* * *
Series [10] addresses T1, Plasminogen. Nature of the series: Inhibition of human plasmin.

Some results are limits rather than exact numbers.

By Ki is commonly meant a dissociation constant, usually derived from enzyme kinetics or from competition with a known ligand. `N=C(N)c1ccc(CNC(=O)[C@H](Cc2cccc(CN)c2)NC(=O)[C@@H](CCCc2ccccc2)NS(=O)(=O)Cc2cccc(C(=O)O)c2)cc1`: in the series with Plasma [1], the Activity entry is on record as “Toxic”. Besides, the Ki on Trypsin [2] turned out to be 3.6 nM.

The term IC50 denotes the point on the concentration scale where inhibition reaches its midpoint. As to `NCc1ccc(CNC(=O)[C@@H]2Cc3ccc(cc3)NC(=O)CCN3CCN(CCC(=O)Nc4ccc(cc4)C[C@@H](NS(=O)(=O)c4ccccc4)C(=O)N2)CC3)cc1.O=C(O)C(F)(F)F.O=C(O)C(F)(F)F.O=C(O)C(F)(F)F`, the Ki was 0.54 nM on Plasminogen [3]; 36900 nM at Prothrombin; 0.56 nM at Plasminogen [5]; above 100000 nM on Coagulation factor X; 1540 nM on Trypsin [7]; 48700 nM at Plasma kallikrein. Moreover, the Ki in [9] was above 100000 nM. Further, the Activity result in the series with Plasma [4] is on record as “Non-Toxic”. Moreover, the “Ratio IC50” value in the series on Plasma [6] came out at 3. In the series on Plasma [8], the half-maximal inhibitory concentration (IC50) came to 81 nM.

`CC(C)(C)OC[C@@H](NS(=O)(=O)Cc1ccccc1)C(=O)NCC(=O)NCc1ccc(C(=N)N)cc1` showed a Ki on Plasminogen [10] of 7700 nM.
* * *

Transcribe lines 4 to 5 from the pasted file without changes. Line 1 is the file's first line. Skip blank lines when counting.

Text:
The term IC50 denotes the point on the concentration scale where inhibition reaches its midpoint. As to `NCc1ccc(CNC(=O)[C@@H]2Cc3ccc(cc3)NC(=O)CCN3CCN(CCC(=O)Nc4ccc(cc4)C[C@@H](NS(=O)(=O)c4ccccc4)C(=O)N2)CC3)cc1.O=C(O)C(F)(F)F.O=C(O)C(F)(F)F.O=C(O)C(F)(F)F`, the Ki was 0.54 nM on Plasminogen [3]; 36900 nM at Prothrombin; 0.56 nM at Plasminogen [5]; above 100000 nM on Coagulation factor X; 1540 nM on Trypsin [7]; 48700 nM at Plasma kallikrein. Moreover, the Ki in [9] was above 100000 nM. Further, the Activity result in the series with Plasma [4] is on record as “Non-Toxic”. Moreover, the “Ratio IC50” value in the series on Plasma [6] came out at 3. In the series on Plasma [8], the half-maximal inhibitory concentration (IC50) came to 81 nM.

`CC(C)(C)OC[C@@H](NS(=O)(=O)Cc1ccccc1)C(=O)NCC(=O)NCc1ccc(C(=N)N)cc1` showed a Ki on Plasminogen [10] of 7700 nM.